Veterans: There is no formal rating system for applying veterans' preference to attorney appointments in the excepted service; however, the Department of Justice considers veterans' preference eligibility as a positive factor in attorney hiring. Applicants eligible for veterans' preference must include that information in their cover letter or resume and attach supporting documentation (e.g., the DD 214, Certificate of Release or Discharge from Active Duty and other supporting documentation) to their submissions. Although the "point" system is not used, per se, applicants eligible to claim 10-point preference must submit Standard Form (SF) 15, Application for 10-Point Veteran Preference, and submit the supporting documentation required for the specific type of preference claimed (visit the OPM website, www.opm.gov/forms/pdf_fill/SF15.pdf for a copy of SF 15, which lists the types of 10-point preferences and the required supporting document(s). Applicants should note that SF 15 requires supporting documentation associated with service- connected disabilities or receipt of nonservice-connected disability pensions to be dated 1991 or later except in the case of service members submitting official statements or retirement orders from a branch of the Armed Forces showing that their retirement was due to a permanent service-connected disability or that they were transferred to the permanent disability retired list (the statement or retirement orders must indicate that the disability is 10% or more).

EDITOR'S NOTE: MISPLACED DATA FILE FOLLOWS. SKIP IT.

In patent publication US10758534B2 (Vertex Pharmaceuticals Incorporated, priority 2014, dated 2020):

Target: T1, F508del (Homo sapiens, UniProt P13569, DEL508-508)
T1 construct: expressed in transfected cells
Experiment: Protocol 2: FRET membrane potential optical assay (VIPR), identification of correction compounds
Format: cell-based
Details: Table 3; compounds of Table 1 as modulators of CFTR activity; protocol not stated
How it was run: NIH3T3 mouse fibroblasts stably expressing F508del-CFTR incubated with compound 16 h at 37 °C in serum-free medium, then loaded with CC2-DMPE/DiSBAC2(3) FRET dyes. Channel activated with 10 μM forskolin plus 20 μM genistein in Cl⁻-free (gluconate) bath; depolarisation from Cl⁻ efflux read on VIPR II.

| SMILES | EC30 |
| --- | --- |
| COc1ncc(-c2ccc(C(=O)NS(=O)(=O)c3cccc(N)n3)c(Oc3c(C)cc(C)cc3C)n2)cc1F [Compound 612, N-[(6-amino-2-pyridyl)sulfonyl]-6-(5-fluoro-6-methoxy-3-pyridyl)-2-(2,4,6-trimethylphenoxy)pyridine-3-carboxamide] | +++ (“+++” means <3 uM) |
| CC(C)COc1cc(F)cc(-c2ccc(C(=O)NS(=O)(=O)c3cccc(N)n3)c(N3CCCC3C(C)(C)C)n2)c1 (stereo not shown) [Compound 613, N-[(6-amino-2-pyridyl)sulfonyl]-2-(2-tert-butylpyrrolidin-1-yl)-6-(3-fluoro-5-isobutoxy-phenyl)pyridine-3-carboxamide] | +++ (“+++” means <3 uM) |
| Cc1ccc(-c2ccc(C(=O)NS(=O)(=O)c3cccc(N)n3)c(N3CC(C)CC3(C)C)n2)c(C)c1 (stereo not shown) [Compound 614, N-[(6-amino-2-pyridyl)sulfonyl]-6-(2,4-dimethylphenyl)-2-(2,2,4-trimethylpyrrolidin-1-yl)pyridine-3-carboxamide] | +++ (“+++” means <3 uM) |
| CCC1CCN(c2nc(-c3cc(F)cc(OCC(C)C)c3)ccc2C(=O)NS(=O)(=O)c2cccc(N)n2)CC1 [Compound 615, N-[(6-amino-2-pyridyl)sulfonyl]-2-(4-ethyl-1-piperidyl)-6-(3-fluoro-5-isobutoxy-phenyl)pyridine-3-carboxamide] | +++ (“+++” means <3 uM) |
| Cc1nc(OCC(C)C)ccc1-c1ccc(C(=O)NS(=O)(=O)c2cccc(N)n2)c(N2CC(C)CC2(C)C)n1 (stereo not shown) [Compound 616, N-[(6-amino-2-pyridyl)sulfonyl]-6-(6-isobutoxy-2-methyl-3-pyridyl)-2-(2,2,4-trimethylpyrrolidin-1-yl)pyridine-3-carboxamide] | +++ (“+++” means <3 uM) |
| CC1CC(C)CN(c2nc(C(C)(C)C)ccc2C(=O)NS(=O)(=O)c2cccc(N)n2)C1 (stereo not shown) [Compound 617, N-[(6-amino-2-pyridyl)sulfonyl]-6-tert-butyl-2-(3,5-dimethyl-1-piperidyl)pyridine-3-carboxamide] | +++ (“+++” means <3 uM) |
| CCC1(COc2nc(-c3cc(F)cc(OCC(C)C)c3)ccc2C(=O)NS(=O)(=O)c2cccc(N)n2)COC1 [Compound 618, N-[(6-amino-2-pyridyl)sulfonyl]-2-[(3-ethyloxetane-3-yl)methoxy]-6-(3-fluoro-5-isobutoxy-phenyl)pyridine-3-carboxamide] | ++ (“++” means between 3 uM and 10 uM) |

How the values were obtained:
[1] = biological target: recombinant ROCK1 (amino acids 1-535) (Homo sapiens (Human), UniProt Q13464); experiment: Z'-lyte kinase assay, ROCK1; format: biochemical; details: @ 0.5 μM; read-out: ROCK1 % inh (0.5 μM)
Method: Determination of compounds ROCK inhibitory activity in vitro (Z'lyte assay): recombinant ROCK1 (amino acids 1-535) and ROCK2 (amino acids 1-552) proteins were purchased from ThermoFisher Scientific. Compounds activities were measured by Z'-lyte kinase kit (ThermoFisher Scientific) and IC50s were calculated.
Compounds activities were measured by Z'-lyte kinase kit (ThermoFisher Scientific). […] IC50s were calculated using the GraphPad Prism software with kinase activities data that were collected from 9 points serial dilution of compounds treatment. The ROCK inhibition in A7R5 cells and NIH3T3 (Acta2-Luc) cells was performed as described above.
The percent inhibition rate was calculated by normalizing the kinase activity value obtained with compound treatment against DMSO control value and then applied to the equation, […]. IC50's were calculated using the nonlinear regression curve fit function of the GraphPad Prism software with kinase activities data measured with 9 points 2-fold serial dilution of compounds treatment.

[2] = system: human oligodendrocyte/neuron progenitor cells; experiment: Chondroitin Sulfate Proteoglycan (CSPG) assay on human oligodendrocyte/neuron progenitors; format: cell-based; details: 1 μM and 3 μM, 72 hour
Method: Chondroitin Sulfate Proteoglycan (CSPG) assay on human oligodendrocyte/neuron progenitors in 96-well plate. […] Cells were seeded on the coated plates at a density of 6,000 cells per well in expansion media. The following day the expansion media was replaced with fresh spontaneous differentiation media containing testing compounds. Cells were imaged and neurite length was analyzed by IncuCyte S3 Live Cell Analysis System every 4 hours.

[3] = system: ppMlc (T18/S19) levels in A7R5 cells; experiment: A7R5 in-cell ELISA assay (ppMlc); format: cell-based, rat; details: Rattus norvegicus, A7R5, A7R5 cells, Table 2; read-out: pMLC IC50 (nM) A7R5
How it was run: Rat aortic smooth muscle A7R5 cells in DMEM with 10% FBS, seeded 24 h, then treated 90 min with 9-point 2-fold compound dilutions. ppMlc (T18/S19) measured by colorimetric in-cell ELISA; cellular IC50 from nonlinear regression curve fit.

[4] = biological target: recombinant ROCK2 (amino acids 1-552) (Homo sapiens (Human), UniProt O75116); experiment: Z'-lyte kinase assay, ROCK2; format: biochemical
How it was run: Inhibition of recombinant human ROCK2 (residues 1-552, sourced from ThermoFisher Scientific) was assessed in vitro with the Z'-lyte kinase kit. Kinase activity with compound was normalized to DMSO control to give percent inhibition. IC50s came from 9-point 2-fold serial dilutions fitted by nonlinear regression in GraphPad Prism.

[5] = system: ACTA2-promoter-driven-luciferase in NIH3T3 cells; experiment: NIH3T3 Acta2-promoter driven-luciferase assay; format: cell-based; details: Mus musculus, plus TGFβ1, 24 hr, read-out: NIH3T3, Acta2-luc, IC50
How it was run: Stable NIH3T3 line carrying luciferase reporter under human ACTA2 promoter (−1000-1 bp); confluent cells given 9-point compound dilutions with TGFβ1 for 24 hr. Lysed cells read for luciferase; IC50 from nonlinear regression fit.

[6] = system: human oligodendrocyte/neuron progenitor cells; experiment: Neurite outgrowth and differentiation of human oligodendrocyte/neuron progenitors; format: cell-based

USAO Residency Requirement: Assistant United States Attorneys must reside in the district to which appointed or within 25 miles thereof. See 28 U.S.C. 545 for district specific information.
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This and other vacancy announcements can be found under Attorney Vacancies and Volunteer Legal Internships. The Department of Justice cannot control further dissemination and/or posting of information contained in this vacancy announcement. Such posting and/or dissemination is not an endorsement by the Department of the organization or group disseminating and/or posting the information.